On Sealing. When your alcohol ink project looks the way you want it to, set it aside to dry. Alcohol inks will dry to the touch in seconds (unless you used a lot of ink), but may take longer to fully set. If I'm planning on sealing the project, I usually try to let it dry for a day before I use any kind of sealant on it. You can seal the surface with an acrylic sealer (some folks swear by a layer of Krylon's Kamar Varnish and a layer of UV Resistant Acrylic Sealer on top to reduce ink colors fading) or a layer of mod podge (Mod podge doesn't react with the alcohol ink and is easy to work with. It even comes in a dishwasher safe version.) Sealing your alcohol ink projects is recommended for very smooth surfaces like glazed ceramic tiles and for any jewelry or other pieces that will be regularly handled or may come in contact with alcohol based liquids (like perfume, hair spray, hand sanitizer, margaritas, etc...). I've left many decorative pieces stamped on glass, paint, and metal, without sealing them if I knew they'd just be sitting on a shelf, and they've all held up very well...that being said, when in doubt, seal it.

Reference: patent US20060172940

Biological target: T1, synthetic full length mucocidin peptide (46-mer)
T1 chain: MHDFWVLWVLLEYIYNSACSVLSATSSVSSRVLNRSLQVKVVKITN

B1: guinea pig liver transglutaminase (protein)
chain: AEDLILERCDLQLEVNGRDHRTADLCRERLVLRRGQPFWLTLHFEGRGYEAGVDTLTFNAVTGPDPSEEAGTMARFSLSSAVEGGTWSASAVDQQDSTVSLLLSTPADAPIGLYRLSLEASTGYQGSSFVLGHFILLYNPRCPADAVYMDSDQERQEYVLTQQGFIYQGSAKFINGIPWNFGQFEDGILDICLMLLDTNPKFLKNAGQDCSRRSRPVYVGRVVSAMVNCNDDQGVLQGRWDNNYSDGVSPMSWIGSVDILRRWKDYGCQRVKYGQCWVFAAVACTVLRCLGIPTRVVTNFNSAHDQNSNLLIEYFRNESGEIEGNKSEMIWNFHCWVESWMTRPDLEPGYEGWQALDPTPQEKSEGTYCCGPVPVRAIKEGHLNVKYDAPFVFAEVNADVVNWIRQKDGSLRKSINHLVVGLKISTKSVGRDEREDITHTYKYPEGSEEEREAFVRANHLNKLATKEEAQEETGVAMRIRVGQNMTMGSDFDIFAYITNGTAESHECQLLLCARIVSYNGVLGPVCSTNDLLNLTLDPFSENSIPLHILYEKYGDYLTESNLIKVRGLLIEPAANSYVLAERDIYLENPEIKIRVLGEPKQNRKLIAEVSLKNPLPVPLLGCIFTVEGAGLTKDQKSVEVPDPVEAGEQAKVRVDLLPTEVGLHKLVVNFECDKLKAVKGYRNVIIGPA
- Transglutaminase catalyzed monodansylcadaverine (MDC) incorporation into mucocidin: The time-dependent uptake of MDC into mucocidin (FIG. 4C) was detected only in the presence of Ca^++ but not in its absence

When you're all done, rubbing alcohol can be used to clean up most small spills and any ink that you get on your hands, but be careful not to let it set and dry too long on surfaces like your kitchen table (I have a couple small drips that I haven't been able to clean up because I didn't see them right after I was done with my project).
Now you know all you need to to get started! Try out some ink projects and let me know how they work in the comments below. Happy Crafting!
For more information on getting started with alcohol inks, check out the beginner series of posts about stamping here: Stamping on Ceramic Tiles and Stamping on Multiple Surfaces with Multiple Colors
Post Updated 15 May 2019